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WIPO Arbitration and Mediation Center
ADMINISTRATIVE PANEL DECISION
Playboy Enterprises International, Inc. v. Vileshome
Case No. D2001-1082
1. The Parties
The Complainant is Playboy Enterprises International, Inc., of 680 North Lake Shore Drive, Chicago, Illinois 60611, United States of America, represented by Julie Brown, Esq. of the Complainant.
The Respondent is Vileshome of Kazim Karabekir Caddesi 8 Sokak No. 43-4, Sirinevler, Istanbul 34510, Turkey.
2. The Domain Names and Registrar
The disputed domain names are <playboymarket.com> and <playboymarket.net>.
The Registrar is Network Solutions, Inc., of Herndon, Virginia, United States of America.
3. Procedural History
This is an administrative proceeding pursuant to the Uniform Domain Name Dispute Resolution Policy ("the Policy") adopted by the Internet Corporation for Assigned Names and Numbers ("ICANN") on August 26, 1999, the Rules for Uniform Domain Name Dispute Resolution Policy, approved by ICANN on October 24, 1999, ("the Rules") and the Supplemental Rules for Uniform Domain Name Dispute Resolution Policy ("the Supplemental Rules") of the WIPO Arbitration and Mediation Center ("the Center").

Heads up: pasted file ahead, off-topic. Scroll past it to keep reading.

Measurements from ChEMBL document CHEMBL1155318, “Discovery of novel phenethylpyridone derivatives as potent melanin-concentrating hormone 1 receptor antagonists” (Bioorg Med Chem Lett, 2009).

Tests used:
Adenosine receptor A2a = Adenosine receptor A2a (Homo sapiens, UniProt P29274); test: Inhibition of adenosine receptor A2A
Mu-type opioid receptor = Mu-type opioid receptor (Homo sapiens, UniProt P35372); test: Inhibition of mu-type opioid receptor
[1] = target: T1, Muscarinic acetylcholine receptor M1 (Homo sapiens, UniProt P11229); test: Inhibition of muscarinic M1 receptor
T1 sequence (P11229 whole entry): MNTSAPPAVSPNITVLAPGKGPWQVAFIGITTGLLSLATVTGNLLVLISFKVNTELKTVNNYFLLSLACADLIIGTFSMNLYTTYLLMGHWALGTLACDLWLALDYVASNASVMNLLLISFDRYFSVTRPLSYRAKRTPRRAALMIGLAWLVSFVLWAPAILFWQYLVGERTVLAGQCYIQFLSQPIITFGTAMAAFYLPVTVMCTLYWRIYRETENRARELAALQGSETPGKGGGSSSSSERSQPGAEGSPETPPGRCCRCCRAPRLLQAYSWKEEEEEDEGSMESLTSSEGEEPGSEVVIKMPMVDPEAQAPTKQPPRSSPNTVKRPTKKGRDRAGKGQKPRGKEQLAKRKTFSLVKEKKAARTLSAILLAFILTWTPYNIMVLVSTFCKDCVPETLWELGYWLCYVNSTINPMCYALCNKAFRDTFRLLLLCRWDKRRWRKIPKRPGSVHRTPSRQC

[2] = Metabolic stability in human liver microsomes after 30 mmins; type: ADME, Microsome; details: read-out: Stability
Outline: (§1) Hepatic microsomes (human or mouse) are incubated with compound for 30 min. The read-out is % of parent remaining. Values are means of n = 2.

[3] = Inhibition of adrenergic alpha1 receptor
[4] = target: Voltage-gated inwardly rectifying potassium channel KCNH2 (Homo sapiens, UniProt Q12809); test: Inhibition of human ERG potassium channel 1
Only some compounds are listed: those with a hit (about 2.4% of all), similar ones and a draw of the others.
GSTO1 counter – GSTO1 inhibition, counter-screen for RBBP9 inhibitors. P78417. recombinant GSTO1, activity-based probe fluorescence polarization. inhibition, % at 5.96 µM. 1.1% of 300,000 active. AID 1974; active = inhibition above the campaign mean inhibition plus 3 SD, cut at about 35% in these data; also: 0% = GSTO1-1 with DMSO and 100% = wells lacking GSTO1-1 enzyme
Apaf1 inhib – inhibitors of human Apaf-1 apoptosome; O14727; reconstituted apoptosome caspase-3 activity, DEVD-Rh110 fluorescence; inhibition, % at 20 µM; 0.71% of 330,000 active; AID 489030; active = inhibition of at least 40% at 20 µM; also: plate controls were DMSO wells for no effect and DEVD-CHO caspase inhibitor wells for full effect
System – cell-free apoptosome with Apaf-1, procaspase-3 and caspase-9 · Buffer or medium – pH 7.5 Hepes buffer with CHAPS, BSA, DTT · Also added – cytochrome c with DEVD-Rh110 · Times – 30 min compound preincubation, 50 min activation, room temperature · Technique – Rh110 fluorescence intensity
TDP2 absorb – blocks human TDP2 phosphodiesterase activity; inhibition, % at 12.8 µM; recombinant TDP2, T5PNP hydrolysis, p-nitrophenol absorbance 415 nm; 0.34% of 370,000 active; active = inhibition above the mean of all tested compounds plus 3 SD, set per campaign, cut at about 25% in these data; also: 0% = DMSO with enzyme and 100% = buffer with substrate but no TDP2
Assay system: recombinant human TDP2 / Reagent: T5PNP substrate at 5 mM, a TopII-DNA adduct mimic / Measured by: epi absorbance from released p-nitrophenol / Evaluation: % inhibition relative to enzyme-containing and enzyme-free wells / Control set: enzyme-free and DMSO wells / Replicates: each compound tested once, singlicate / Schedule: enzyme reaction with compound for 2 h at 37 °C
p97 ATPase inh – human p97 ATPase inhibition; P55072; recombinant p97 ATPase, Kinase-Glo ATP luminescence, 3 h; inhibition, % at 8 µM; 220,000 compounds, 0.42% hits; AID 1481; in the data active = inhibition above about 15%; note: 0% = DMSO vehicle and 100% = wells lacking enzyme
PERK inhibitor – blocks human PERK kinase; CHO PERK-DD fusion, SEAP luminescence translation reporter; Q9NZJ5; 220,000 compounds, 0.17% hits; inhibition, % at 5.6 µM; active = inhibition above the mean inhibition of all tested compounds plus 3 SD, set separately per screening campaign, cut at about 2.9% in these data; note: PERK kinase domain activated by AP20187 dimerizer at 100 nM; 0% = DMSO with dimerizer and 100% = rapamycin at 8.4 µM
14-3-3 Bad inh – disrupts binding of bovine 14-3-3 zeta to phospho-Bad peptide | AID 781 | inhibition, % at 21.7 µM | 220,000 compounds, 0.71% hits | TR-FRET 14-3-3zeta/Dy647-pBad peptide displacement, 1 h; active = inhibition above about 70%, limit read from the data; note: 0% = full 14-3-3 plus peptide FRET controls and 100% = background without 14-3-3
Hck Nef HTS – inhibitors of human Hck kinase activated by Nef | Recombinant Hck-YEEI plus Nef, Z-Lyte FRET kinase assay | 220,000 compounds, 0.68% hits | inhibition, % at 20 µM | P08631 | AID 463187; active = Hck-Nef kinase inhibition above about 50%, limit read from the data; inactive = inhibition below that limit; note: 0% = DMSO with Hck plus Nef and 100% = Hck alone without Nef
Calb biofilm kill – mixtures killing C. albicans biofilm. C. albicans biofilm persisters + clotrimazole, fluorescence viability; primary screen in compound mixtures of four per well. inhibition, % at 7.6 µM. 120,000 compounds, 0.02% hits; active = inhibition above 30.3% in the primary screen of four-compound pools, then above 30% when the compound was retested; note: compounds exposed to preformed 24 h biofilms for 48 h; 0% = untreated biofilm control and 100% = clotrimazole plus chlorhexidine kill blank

The Complaint was received by the Center by email on August 30, 2001, and in hardcopy on September 4, 2001. The Complaint was acknowledged on September 4, 2001. The next day registration details were sought from the Registrar. On September 7, 2001, the Registrar confirmed that the disputed domain names are registered in the name of the Respondent at the address mentioned above and that version 5 of the Registrar’s Service Agreement (which incorporates the Policy) is in effect.
On September 7, 2001, the Center satisfied itself that the Complaint complied with all formal requirements (including payment of the prescribed fee) and that day formally dispatched copies of the Complaint by post/courier (with enclosures) to the Respondent at its address as recorded with the Registrar and by email (without attachments). The Center also sent copies of the material by the same methods to the Respondent’s Administrative, Billing and Technical Contacts at the addresses recorded by the Registrar and included with the material dispatched to the Respondent and to those contacts a letter dated September 7, 2001, containing notification of the commencement of this administrative proceeding, with copies (of the Complaint without attachments) to the Complainant, the Registrar and ICANN.